GoDaddy wins Oscars cybersquatting dispute


GoDaddy wins Oscars cybersquatting dispute

Helga Esteb /

A US judge has ruled in favour of domain name registrar GoDaddy in its cybersquatting dispute with the organiser of the annual Oscars ceremony.

In a ruling handed down yesterday, September 10, Judge Andre Birotte at the US District Court for the Central District of California found that GoDaddy did not intend to profit in bad faith from domains using trademarks belonging to the Academy of Motion Picture Arts and Sciences.

In the dispute the Academy, which hosts the Academy Awards (Oscars) ceremony, took issue with nearly 300 domain names registered with GoDaddy.

The domains contained variations of phrases such as ‘Academy’ and ‘Oscar’, for which AMPAS owns registered US trademarks.

In a 2010 complaint filed at the US District Court for the Central District of California, AMPAS alleged that GoDaddy unfairly profited from the domains through its parked pay service and by diverting traffic to the websites through search engines.

Through the parked pay service, registrants of domains can own a web page and collect revenue from pay-per-click advertising on the site. The Academy complained that the registrar was in violation of the Anticybersquatting Consumer Protection Act (ACPA).

The ACPA is a 1999 US law that aims to stop internet users from registering or using a domain name that is confusingly similar to a trademark or personal name.

GoDaddy, according to the judgment, did not intend to profit from the domains in bad faith.

Birotte said GoDaddy was protected by the automated nature of the domain name registration process and its efforts to assist brand owners in protecting their intellectual property rights.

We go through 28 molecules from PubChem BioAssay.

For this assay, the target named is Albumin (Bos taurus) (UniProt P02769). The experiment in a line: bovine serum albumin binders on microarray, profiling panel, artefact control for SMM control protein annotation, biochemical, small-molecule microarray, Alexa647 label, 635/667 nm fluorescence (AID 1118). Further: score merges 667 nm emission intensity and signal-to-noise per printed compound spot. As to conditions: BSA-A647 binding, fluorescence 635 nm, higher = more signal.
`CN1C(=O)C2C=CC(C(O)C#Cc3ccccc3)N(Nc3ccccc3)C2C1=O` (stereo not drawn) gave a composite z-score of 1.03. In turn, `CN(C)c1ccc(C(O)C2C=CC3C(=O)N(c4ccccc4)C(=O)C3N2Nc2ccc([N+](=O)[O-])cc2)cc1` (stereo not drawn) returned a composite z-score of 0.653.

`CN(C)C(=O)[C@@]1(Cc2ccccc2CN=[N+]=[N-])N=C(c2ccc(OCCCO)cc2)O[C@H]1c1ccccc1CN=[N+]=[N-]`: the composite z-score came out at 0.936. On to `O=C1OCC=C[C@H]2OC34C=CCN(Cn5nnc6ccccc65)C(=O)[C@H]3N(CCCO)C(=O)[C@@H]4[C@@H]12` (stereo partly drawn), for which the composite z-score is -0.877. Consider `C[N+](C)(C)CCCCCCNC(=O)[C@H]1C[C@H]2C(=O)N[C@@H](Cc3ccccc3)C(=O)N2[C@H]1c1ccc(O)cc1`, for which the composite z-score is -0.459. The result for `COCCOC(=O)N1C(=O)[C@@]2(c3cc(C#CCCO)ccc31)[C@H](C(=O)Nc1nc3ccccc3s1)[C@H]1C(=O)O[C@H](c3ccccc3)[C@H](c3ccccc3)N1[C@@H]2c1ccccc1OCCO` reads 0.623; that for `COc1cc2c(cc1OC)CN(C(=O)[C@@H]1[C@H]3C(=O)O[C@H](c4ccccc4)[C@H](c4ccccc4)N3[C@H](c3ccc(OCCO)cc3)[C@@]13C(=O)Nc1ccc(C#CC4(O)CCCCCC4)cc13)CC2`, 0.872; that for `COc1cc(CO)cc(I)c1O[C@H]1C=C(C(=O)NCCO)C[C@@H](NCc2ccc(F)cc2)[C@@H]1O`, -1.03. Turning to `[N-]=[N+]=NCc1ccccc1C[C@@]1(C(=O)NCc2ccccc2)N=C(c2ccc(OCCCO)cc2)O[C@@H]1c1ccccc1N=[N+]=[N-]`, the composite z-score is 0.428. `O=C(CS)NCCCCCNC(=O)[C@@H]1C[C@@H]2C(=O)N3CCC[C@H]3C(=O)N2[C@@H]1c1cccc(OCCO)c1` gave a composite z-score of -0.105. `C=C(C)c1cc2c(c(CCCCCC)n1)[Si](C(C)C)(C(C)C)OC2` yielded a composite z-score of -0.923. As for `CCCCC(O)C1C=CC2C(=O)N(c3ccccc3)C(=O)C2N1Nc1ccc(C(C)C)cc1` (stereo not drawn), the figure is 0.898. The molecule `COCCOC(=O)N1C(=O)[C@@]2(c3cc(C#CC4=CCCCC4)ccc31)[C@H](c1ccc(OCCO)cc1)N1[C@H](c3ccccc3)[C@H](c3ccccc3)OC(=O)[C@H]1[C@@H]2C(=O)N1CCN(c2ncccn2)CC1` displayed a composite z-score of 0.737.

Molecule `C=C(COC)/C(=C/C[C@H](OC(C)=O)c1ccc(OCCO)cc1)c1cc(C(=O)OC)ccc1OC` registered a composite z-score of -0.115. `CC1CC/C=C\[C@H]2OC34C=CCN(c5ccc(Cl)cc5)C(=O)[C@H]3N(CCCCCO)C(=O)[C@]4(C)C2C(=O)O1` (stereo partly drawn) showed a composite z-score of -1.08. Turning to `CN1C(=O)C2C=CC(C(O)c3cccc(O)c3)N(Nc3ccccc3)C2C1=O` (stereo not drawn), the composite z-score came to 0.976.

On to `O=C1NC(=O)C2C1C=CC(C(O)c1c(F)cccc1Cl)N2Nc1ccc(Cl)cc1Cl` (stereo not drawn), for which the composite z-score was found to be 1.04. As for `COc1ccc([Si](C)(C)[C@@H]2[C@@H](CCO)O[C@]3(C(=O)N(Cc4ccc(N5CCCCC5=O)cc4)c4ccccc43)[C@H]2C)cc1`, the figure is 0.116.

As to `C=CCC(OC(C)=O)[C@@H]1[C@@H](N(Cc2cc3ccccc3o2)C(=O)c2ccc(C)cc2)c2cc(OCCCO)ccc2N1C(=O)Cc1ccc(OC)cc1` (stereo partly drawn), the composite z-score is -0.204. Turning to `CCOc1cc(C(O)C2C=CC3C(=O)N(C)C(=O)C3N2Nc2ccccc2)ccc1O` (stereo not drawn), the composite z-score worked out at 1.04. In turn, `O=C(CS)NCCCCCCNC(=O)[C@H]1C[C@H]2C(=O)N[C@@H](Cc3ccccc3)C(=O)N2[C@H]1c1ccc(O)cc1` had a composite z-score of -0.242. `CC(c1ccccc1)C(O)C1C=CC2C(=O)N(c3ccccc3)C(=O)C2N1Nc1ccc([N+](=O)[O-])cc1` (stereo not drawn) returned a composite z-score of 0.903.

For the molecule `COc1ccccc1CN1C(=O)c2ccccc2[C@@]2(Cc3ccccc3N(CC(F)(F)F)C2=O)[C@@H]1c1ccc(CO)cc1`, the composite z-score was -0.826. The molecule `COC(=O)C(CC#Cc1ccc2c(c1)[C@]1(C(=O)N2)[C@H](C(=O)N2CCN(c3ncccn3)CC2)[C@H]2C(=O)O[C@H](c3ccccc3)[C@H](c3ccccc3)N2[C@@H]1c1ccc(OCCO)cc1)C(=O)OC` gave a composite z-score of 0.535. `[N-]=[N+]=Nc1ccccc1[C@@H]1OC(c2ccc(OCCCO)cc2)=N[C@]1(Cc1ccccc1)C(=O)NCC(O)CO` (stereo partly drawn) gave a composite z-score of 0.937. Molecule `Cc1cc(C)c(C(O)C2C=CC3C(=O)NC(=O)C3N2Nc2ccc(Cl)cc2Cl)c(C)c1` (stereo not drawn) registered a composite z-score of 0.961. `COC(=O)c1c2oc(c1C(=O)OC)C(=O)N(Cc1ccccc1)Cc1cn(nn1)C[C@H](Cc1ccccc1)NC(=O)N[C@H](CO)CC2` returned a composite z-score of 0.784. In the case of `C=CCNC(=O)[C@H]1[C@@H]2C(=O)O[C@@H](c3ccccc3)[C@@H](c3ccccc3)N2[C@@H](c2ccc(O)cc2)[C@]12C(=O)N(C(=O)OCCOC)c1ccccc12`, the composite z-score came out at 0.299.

He added that before the lawsuit was filed, GoDaddy had responded to each cease-and-desist letter that referred to advertising on parked pages linked to domains that AMPAS considered to be infringing. Birotte said that GoDaddy had manually overrided each domain name identified by AMPAS so that it would resolve to a non-advert-based parked page and had advised AMPAS of its action.

“At no time prior to May 18, 2010 did AMPAS further complain about the domain names identified in any of the pre-litigation correspondence nor did it notify GoDaddy that the immediate removal of the advertisements was an insufficient response to its demands,” Birotte added.

He said that GoDaddy had not provided any misleading or false contact information on behalf of the registrants as part of the registration process for any of the domain names at issue.

In a pre-trial brief filed in July, GoDaddy said the claim “presents a classic example of opportunistic counsel pressing a claim in the hopes of achieving a windfall judgment for themselves”.

“The Academy admits that it has not suffered any actual harm—no lost profits, no diverted customers, no dilution of its marks, and no loss of goodwill,” the registrar added at the time.

GoDaddy, Academy of Motion Picture Arts and Sciences, AMPAS, trademarks, cybersquatting, domain names, ACPA, Oscars

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